(January 31, 2007) – The December New Home Sales report, released by the U.S. Census Bureau earlier this week, was butt-ugly. Sales of new one-family houses in December 2007 were at a seasonally adjusted annual rate of 604,000. This is 4.7 percent (±12.1%) below the revised November rate of 634,000 and is 40.7 percent (±7.8%) below the December 2006 estimate of 1,019,000. The seasonally adjusted estimate of new houses for sale at the end of December was 495,000. This represents a supply of 9.6 months at the current sales rate. An estimated 774,000 new homes were sold in 2007. This is 26.4 percent (±2.5%) below the 2006 figure of 1,051,000.
The median sales price of new houses sold in December 2007 was $219,200; 10.4% lower than the December one year earlier figure of $244,700.
But we should be cautious when drawing conclusions from current production metrics. For one thing, the error bands around the estimates are extremely wide, especially for monthly numbers. For another, we should remember that annualized numbers, like the monthly sales figure of 604,000 units, are misleading. Annual rates tell us what the annual number of new home sales would be if the month of December were repeated 12 times in a row–this always exaggerates monthly variations. The true figure for December is that 53,000 new homes were sold, 1/12th of the 604,000 annual rate in the report.
Low monthly run-rates also make inventories–always quoted as the number of months’ sales–appear excessively bloated. For example, the current report states that inventories have increased from 7.6 months in December 2006 to 11.7 months last month. But the number of new homes for sale actually declined from 537,000 to 494,000 over the same period, which suggests the market may be less burdened with inventory, not more so.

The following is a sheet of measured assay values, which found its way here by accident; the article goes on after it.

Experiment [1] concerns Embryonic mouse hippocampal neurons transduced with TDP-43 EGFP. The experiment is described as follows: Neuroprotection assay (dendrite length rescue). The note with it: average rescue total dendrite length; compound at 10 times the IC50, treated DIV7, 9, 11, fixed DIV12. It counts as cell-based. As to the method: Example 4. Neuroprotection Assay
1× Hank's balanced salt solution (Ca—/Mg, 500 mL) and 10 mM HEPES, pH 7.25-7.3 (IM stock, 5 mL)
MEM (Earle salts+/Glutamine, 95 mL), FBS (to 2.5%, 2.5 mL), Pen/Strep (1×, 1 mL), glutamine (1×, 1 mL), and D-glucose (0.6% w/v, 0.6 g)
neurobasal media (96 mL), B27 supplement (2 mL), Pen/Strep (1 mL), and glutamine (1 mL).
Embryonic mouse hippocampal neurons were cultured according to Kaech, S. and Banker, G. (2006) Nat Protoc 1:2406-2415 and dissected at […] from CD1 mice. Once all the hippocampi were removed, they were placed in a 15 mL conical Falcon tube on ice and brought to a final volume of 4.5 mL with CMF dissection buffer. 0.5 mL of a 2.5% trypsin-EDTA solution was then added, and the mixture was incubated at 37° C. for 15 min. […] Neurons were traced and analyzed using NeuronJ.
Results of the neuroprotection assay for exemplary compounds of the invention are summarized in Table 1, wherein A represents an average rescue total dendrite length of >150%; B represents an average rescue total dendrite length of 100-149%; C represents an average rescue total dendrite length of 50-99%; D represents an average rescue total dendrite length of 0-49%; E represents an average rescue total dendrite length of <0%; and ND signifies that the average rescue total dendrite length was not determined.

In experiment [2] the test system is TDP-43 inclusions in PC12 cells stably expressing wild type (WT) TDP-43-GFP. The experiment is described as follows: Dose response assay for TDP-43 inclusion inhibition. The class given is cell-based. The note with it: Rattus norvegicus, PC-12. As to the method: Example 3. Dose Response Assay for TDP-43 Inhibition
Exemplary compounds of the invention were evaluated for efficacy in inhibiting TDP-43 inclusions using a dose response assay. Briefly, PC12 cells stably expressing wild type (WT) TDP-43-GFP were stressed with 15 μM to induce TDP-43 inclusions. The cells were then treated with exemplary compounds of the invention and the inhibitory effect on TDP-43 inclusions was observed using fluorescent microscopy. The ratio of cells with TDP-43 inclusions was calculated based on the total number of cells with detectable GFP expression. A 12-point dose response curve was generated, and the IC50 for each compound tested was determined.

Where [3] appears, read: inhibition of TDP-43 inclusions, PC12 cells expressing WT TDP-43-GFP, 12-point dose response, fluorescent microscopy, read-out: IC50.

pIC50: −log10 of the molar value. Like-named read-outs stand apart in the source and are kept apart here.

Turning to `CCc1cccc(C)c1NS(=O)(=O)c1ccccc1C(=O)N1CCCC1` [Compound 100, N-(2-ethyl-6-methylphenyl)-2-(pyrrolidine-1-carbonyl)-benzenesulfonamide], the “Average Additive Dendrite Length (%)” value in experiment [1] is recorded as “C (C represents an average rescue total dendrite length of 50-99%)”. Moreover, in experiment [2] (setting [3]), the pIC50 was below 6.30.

But the most important reason for caution is that new home sales are inherently less interesting than existing home sales for the simple reason that there are so many existing homes. According to the Census Bureau report on residential vacancies and homeownership, there were 128.2 million existing housing units in the United States in the third quarter 2007. That’s 2,545 existing homes for every one of the 50,300 new homes sold in December, and 166 existing homes for every new home sold during all of 2007. In December 2007, 4.89 million existing homes sold, an annual rate of 5,652,000 units. The stock of existing homes is worth a cool $12.2 trillion.
This is what I meant a few days ago when I said nothing interesting ever starts in the production (GDP) economy. The big events always take place in the balance sheet when people change their mind about the desirability of owning the assets that already exist.